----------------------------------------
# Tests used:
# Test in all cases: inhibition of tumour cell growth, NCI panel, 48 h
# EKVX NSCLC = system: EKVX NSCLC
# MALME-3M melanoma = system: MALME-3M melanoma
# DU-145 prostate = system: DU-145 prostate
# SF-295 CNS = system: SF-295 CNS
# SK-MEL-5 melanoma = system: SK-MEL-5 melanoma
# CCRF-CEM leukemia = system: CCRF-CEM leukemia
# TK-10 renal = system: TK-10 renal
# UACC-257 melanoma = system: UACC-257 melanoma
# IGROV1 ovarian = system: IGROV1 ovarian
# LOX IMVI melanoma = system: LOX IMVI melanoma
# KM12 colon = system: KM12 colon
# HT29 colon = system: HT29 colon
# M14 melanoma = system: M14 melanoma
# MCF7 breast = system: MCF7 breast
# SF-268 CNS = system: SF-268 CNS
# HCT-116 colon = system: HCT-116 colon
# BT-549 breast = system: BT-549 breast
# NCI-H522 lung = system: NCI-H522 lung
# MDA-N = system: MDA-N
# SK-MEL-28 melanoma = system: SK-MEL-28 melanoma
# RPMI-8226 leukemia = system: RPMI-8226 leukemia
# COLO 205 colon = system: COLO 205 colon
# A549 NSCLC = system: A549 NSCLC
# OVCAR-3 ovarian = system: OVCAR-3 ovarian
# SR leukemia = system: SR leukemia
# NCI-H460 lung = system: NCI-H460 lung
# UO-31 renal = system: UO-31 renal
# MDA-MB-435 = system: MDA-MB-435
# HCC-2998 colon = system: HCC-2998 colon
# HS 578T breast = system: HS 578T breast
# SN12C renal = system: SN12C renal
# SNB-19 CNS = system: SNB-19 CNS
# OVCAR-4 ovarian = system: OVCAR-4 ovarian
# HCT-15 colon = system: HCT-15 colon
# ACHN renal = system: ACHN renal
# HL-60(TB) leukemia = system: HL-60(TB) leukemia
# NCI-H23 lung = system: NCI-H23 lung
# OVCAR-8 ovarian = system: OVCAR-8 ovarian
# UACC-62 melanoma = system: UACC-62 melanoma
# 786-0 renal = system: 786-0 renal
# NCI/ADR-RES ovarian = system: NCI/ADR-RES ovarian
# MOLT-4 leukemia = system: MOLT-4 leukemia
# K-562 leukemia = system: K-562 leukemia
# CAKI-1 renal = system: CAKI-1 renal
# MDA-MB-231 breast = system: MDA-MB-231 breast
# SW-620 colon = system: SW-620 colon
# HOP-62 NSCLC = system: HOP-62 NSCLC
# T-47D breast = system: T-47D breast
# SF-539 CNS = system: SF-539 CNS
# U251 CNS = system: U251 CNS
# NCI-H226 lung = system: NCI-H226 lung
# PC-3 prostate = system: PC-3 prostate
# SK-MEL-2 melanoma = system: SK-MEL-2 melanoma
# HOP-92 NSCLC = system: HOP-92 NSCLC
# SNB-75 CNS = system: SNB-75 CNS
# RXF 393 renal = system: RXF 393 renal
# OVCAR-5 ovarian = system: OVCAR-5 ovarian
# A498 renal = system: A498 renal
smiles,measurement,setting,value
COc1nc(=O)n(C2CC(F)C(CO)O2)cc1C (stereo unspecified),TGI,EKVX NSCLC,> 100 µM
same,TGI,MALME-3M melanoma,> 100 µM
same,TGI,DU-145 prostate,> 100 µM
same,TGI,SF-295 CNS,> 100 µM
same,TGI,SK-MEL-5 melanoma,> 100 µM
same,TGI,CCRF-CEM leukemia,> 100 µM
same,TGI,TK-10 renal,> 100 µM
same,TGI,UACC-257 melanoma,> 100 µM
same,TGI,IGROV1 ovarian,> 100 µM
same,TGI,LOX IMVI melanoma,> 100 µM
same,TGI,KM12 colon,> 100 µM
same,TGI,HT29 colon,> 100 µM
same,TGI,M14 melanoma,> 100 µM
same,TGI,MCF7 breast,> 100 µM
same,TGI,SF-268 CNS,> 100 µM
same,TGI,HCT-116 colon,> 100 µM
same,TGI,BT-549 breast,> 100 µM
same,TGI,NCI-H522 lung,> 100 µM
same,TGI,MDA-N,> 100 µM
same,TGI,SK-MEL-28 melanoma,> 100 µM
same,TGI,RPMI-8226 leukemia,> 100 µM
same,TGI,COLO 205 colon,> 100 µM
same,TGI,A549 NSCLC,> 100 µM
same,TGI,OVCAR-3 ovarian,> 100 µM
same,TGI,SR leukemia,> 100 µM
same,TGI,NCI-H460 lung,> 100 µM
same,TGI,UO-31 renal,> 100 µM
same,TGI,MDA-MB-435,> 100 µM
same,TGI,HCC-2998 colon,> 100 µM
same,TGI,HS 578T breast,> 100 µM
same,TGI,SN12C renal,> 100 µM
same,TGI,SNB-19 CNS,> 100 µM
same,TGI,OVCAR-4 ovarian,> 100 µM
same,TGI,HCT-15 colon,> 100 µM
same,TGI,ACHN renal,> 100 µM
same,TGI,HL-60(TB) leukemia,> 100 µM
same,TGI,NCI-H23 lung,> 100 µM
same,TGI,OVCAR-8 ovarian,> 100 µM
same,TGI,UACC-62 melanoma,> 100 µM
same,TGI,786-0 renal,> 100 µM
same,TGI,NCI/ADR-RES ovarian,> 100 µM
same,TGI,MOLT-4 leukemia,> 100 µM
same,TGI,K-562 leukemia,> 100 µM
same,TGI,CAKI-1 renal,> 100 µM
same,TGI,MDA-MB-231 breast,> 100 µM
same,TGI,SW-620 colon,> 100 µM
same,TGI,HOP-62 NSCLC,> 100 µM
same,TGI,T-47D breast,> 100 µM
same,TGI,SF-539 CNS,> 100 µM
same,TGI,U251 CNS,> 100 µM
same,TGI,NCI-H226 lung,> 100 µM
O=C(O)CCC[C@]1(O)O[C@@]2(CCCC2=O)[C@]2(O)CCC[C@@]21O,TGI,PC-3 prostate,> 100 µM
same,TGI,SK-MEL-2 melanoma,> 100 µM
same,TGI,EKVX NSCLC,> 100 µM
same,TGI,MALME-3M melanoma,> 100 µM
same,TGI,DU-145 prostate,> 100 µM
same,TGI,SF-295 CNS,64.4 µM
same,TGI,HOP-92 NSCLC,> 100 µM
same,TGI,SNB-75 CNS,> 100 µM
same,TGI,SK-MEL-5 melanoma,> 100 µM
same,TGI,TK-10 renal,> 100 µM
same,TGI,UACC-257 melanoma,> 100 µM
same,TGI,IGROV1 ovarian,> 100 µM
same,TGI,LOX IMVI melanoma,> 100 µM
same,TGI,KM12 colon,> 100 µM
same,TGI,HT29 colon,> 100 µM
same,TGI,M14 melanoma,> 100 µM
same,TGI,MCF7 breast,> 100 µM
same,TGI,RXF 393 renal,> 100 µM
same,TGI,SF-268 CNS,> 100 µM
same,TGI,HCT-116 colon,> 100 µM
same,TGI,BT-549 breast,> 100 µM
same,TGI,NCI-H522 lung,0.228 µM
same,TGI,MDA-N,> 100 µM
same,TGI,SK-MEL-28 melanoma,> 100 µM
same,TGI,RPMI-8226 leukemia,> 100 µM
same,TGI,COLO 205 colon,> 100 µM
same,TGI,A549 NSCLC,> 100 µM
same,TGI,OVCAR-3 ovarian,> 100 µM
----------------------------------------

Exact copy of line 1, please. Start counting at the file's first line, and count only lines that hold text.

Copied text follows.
# Tests used: